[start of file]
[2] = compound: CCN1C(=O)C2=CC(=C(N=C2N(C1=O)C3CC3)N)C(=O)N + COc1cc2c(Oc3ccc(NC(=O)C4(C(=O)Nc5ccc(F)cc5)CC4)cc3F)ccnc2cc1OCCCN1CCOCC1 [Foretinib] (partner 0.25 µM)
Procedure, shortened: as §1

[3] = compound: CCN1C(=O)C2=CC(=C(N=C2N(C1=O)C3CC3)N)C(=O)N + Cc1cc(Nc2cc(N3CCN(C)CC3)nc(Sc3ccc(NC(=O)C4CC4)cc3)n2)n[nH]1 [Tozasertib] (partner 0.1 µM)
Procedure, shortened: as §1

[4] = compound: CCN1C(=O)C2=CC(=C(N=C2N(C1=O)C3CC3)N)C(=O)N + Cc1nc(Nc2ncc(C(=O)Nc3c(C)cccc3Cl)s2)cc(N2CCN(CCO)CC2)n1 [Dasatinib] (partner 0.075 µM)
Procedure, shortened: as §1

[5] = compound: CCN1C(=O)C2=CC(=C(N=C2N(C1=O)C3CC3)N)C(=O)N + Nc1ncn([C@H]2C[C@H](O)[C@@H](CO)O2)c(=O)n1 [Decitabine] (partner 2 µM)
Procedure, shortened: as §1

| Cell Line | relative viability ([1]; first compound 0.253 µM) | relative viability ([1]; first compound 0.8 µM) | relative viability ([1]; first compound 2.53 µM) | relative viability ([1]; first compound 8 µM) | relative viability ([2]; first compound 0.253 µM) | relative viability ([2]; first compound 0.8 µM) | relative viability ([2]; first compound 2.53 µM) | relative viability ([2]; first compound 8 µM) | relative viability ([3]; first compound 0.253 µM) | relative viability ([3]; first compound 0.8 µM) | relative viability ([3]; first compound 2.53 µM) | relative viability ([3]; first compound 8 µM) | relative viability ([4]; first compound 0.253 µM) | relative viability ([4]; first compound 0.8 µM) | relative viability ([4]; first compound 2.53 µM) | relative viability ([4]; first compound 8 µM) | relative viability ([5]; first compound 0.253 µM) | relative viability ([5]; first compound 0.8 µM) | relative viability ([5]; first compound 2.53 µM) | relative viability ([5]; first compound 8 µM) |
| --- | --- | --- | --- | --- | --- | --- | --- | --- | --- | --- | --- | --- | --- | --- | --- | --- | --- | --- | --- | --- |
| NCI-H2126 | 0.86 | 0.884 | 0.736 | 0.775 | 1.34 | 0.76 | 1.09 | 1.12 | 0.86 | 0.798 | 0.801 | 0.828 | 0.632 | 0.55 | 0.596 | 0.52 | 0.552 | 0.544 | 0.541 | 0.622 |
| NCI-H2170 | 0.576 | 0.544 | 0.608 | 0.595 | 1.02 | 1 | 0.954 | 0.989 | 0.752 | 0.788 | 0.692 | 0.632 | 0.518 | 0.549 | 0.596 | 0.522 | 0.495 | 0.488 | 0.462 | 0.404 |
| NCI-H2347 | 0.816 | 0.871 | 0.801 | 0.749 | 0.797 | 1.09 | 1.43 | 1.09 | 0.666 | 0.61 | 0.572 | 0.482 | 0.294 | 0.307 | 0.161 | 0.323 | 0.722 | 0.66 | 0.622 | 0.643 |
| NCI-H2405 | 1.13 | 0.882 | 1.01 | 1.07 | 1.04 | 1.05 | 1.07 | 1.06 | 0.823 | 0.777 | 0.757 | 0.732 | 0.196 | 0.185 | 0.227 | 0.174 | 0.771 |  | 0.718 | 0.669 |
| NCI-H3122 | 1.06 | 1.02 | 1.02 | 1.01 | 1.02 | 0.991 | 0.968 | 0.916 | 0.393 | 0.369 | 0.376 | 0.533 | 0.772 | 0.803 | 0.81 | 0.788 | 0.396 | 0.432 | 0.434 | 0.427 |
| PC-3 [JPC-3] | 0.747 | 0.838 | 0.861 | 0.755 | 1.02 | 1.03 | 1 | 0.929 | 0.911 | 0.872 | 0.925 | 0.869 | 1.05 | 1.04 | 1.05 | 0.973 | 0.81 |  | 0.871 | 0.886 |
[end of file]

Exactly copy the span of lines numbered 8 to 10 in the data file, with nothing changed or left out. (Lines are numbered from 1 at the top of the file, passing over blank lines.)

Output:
Procedure, shortened: as §1

| Cell Line | relative viability ([1]; first compound 0.253 µM) | relative viability ([1]; first compound 0.8 µM) | relative viability ([1]; first compound 2.53 µM) | relative viability ([1]; first compound 8 µM) | relative viability ([2]; first compound 0.253 µM) | relative viability ([2]; first compound 0.8 µM) | relative viability ([2]; first compound 2.53 µM) | relative viability ([2]; first compound 8 µM) | relative viability ([3]; first compound 0.253 µM) | relative viability ([3]; first compound 0.8 µM) | relative viability ([3]; first compound 2.53 µM) | relative viability ([3]; first compound 8 µM) | relative viability ([4]; first compound 0.253 µM) | relative viability ([4]; first compound 0.8 µM) | relative viability ([4]; first compound 2.53 µM) | relative viability ([4]; first compound 8 µM) | relative viability ([5]; first compound 0.253 µM) | relative viability ([5]; first compound 0.8 µM) | relative viability ([5]; first compound 2.53 µM) | relative viability ([5]; first compound 8 µM) |
| --- | --- | --- | --- | --- | --- | --- | --- | --- | --- | --- | --- | --- | --- | --- | --- | --- | --- | --- | --- | --- |